·        Exceeds authority granted by the state in RIGL 45-24-49 (Zoning) by attempting to exercise the authority granted by the state in RIGL 45-24.1 (Historic Area Zoning) in a manner inconsistent with the statutory requirements of 45-24.1, which vests in an appointed Historic District Commission the authority to review the appropriateness of “the general design, arrangement, texture, materials, and siting” of  applications to construct, alter, repair, move or demolish structures within the historic district.  The proposed ordinance would confer upon the Planning Commission historic district review authority currently vested by state law in an Historic District Commission, which the Town has yet to appoint in order to be able to exercise the authority it sought by the creation of Historic Village Overlay Districts.
I also am opposed to the adoption of Ordinance No. 349 in its present form because:

·        It fails to list items which are currently exempted from development plan review, namely, the “construction of one or two family dwellings, ordinary accessory structures and related activities;” and “alterations or additions to an existing residential structure which do not change its nature or use;” These activities should remain clearly exempt from development plan review and not be subject to the possible interpretation by officials or complainants that permitted accessory uses or accessory structures constitute a “non-residential activity.”

·        It also fails to continue to exempt “interior alterations that do not change the nature of use in a commercial or industrial structure.”  This change would prohibit the issuance of a building permit for innocuous modifications to existing business establishments until they have received development plan approvals.  Such an intrusionary position puts our business community and our nonresidential institutions at risk of needless delay and expense, when a quick response to perceived needs may be the difference between survival and extinction.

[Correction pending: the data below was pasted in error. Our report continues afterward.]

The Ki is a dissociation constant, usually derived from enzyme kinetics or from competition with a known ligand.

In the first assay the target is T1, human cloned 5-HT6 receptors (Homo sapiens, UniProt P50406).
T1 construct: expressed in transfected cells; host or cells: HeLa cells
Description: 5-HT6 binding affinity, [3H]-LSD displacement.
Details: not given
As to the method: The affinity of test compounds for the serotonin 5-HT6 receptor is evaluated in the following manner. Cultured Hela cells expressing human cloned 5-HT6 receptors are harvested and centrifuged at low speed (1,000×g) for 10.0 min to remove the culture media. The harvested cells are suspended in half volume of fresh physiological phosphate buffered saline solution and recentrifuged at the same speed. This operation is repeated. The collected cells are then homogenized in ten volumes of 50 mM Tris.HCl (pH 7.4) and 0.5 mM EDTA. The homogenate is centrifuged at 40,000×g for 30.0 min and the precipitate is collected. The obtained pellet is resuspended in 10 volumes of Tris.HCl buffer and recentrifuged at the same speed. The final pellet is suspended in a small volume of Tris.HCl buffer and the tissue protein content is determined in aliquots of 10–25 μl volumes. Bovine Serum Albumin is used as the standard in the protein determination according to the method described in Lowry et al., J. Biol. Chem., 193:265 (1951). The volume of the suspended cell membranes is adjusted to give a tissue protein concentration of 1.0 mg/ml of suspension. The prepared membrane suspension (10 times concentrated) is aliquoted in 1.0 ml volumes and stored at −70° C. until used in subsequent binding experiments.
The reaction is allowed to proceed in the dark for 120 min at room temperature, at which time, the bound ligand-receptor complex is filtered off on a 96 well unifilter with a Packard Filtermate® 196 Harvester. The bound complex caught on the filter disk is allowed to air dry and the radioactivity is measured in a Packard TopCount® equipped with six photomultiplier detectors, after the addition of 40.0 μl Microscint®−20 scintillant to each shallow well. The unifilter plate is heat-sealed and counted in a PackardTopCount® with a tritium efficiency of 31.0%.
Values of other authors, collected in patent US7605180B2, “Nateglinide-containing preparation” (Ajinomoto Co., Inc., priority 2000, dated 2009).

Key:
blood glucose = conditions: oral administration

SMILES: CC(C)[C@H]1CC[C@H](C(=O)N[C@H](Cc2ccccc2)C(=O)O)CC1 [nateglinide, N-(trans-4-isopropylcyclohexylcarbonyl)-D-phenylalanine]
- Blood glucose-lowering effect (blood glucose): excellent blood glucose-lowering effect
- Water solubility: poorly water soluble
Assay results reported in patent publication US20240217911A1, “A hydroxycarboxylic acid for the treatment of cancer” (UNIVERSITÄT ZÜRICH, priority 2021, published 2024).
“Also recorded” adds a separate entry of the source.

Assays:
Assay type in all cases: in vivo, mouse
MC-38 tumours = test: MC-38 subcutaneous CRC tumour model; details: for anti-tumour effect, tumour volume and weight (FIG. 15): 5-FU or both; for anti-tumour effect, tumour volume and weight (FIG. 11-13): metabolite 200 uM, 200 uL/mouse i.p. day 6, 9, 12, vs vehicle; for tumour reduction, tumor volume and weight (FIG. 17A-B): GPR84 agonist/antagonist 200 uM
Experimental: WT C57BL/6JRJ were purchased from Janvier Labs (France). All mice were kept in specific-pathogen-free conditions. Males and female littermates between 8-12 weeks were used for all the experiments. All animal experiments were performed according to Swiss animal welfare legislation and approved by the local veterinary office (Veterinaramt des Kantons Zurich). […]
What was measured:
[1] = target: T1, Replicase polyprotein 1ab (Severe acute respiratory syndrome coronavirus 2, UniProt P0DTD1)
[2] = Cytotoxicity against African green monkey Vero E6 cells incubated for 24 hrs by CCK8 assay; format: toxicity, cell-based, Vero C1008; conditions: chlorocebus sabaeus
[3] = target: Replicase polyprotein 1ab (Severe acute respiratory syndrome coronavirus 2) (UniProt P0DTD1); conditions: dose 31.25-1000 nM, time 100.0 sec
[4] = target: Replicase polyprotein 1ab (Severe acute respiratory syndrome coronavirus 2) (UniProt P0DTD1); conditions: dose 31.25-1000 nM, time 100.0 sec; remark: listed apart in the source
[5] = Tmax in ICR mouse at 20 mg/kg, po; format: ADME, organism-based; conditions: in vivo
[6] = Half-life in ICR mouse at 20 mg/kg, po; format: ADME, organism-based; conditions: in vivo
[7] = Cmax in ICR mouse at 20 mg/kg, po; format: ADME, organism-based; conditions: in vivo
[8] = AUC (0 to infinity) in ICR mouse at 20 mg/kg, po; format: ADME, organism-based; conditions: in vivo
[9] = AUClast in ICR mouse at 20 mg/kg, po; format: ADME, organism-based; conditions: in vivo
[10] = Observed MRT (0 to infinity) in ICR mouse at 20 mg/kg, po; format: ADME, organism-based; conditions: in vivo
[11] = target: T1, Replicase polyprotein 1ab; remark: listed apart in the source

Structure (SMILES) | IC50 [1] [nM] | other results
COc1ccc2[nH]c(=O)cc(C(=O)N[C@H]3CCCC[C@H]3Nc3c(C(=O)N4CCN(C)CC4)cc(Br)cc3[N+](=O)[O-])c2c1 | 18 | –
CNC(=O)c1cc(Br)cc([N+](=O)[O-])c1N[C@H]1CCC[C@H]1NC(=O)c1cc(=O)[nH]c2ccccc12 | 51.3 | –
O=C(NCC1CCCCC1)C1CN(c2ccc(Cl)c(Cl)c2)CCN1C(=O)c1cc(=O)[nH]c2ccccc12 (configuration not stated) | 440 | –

·        New language, including numerous references to standards contained in the Subdivision Regulations is not identified as a change to the existing ordinance.  An entire section, 218-71E, has been included with no specific notice of its addition.  This section subjects development review by the Planner, remaining in the Zoning Ordinance, to all requirements contained in the Subdivision Regulations.

·        The published ordinance fails to give adequate notice of the nature of the changes to the existing zoning ordinance, and of the impact of removing Planning Commission review to the jurisdiction of the Subdivision Regulations, not the least of which is the difference in fees that would be charged.

For these reasons, I urge the Council not to adopt Ordinance No. 349 as it is presently constituted. 

Respectfully submitted,
Evelyn J. Smith

13 comments:

  1. You GO GIRL__lol

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  2. Give 'em hell Evelyn. Only concerns would be: will the TC/PC listen to your objection? Will the TC/PC understand your objections? Does the TC/PC really care what you or anyone else in town thinks?

    Davespop

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    1. The TC and PC only listen to those they feel inclined to listen to. Speaking at a public hearing and putting a message in a bottle and tossing it in the ocean have about the same effect, from what I've seen.